Wal-Mart said its gift-card redemptions fell short of its expectations. The world's largest retailer also noted that when consumers used their gift cards, many purchased necessities like food, instead of splurging on higher margin discretionary items.
Wal-Mart reported a 0.5 percent increase in its same-store sales results, falling short of the 2 percent increase predicted by analysts. But the company backed its fourth-quarter earnings forecast, and said it expects February's same-store sales to be between flat and up 2 percent.
Meanwhile, rival Target, the second largest U.S. retailer, said its sales dropped 1.1 percent, steeper than the 0.4 percent decline that had been projected.
Driven by 'Value and Need'
"Consumers continue to be selective in their purchases, driven by value and need," said Larry Montgomery, chairman and chief executive of Kohl's.
The discount retailer posted a 8.3 percent decline in January same-store sales, a much wider loss than analysts had projected. Analysts were estimating sales would decline 6.3 percent.
In another sign that consumers are trading down, both Costco and BJ's Wholesale Club fared well in January, with sales topping expectations. Costco said same-store sales rose 7 percentlast month, while BJ's logged a 7.8 percent increase.
Macy's Sets the Tone
Macy's set the tone late Wednesday when it posted a wider-than-projected 7.1 percent decline in same-store sales. The slow sales prompted Macy's to cut its fiscal fourth-quarter earnings estimates and announce plans to cut 2,300 jobs.
High-end department stores, which had been previously immune to slowing consumer spending, saw mixed results, with JW Nordstromfalling short of estimates, while Saks outpaced analysts estimates.
Nordstrom said same-store sales fell 6.6 percent, compared with the 0.7 percent decline forecast by analysts.
Meanwhile at Saks, same-store sales rose 4.1 percent from last year, topping the average analyst estimate of 2.2 percent gain.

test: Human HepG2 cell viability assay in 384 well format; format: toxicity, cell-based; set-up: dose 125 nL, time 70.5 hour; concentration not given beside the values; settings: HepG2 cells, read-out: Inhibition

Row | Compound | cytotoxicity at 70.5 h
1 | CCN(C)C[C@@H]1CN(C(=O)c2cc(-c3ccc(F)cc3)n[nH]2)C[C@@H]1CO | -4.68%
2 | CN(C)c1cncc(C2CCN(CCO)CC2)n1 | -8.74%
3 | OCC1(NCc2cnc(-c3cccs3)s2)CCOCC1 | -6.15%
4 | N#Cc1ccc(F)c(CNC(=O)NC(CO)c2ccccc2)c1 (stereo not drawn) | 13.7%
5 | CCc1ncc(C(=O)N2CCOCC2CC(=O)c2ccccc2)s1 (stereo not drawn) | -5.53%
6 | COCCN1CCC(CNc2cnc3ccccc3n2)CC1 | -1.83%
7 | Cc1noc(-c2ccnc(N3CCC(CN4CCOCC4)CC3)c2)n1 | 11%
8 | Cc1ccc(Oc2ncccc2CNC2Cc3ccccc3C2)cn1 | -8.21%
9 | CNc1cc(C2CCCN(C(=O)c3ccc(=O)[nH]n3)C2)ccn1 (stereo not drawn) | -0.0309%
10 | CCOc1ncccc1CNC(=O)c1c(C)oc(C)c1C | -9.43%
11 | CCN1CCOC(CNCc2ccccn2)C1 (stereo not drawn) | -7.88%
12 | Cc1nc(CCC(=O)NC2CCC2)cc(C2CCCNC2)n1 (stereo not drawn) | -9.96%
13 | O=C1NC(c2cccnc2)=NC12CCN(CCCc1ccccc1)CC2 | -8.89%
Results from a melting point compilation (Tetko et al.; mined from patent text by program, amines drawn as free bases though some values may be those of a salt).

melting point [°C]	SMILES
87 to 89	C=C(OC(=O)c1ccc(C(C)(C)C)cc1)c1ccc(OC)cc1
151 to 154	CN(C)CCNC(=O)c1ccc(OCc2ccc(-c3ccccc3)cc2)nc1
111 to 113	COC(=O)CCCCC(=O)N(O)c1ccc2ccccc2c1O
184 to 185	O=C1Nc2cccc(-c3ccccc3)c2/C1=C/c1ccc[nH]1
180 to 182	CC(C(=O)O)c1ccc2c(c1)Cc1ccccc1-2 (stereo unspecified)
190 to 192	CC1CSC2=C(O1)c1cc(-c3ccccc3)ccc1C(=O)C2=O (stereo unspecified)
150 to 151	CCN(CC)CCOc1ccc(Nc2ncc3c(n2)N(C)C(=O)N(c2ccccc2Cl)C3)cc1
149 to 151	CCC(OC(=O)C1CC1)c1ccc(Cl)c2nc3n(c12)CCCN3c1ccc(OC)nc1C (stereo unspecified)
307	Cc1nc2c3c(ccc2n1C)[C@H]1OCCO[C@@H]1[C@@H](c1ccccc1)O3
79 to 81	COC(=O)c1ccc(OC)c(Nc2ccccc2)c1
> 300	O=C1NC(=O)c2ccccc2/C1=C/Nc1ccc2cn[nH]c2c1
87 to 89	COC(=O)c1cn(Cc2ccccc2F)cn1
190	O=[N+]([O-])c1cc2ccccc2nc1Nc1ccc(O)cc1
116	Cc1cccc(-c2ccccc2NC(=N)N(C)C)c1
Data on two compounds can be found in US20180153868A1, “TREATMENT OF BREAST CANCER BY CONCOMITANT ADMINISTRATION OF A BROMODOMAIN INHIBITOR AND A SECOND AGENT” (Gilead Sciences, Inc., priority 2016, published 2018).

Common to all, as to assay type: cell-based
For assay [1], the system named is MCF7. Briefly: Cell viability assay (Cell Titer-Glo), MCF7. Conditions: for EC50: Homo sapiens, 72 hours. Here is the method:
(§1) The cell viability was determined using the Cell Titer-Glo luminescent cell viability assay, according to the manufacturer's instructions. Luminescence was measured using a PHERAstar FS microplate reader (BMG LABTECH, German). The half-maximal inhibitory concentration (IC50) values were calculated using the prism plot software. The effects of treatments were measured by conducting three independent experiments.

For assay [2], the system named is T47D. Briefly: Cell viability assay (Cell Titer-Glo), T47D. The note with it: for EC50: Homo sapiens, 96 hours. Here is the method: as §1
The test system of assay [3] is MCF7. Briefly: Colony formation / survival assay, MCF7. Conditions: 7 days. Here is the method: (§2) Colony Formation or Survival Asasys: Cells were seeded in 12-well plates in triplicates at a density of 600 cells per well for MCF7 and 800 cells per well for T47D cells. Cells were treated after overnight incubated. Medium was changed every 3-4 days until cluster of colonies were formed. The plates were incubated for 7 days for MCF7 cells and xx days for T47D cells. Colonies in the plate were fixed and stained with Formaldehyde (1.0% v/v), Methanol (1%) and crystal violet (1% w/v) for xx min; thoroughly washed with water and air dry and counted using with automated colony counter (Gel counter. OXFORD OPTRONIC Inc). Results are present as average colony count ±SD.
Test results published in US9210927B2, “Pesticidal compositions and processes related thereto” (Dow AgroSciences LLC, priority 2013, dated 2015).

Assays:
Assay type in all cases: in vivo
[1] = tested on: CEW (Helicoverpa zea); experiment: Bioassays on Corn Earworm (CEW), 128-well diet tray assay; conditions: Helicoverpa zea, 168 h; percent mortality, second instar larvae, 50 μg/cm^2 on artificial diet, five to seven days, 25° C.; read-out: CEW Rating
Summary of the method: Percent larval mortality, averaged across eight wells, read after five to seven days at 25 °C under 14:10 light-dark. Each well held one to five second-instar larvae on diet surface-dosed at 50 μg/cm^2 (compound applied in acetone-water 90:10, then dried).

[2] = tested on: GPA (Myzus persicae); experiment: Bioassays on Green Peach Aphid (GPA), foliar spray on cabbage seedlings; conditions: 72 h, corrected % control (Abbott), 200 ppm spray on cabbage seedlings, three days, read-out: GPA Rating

In general, sales at department stores have been weak. Although JCPenney managed to top analyst estimates, sales still declined in January. The retailer said sales fell 1.9 percent, compared with the 6.3 percent drop estimated by analysts.
The Plano, Texas, retailer said it benefited from consumer response to its seasonal clearance sale as well as a positive response to its spring merchandise.
Specialty women's chains such as Talbots and AnnTaylor Storesalso have been hurting from a combination of competition and purse tightening by women, who tend to be the first to spend less during times of economic uncertainty.
After another month of poor sales, Talbots said it would post a fourth-quarter loss and close another 22 stores as it scales back its expansion plans.
These steps are in addition to previous store closures announced by Talbots, which is in the midst of a strategic review of its business.
AnnTaylor fared better. The New York retailer reported flat same-store sales in January, which was better than the 4 percent decline projected by analysts polled by Thomson Financial.
But Limited, American Eagle Outfittersand Dillard's weren't as fortunate, as sales fell short of estimates.
--Christina Cheddar Berk is a News Editor at CNBC.com. She can be reached at firstname.lastname@example.org.